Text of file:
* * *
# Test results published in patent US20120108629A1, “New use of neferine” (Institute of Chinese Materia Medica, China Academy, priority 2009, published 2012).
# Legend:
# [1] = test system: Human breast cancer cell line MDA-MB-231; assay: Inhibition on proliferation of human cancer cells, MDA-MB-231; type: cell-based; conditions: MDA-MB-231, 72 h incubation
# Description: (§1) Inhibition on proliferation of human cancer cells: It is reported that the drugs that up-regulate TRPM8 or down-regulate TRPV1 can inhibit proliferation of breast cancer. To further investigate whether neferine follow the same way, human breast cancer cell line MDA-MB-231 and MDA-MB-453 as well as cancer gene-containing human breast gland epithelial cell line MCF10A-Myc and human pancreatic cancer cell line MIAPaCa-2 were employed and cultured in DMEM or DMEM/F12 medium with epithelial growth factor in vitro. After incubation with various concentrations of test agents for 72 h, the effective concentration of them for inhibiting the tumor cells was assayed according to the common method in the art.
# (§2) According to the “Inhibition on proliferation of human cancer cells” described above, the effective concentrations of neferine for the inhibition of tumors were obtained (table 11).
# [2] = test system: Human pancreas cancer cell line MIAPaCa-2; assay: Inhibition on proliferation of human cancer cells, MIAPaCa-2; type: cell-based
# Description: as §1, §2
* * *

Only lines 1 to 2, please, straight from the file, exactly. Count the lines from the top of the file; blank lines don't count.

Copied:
# Test results published in patent US20120108629A1, “New use of neferine” (Institute of Chinese Materia Medica, China Academy, priority 2009, published 2012).
# Legend: